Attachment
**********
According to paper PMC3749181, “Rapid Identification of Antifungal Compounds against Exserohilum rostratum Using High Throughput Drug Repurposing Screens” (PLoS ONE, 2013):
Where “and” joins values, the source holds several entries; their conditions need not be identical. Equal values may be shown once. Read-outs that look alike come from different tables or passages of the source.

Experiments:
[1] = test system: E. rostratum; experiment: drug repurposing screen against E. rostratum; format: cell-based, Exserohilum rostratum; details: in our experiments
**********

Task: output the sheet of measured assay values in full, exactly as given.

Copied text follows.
According to paper PMC3749181, “Rapid Identification of Antifungal Compounds against Exserohilum rostratum Using High Throughput Drug Repurposing Screens” (PLoS ONE, 2013):
Where “and” joins values, the source holds several entries; their conditions need not be identical. Equal values may be shown once. Read-outs that look alike come from different tables or passages of the source.

Experiments:
[1] = test system: E. rostratum; experiment: drug repurposing screen against E. rostratum; format: cell-based, Exserohilum rostratum; details: in our experiments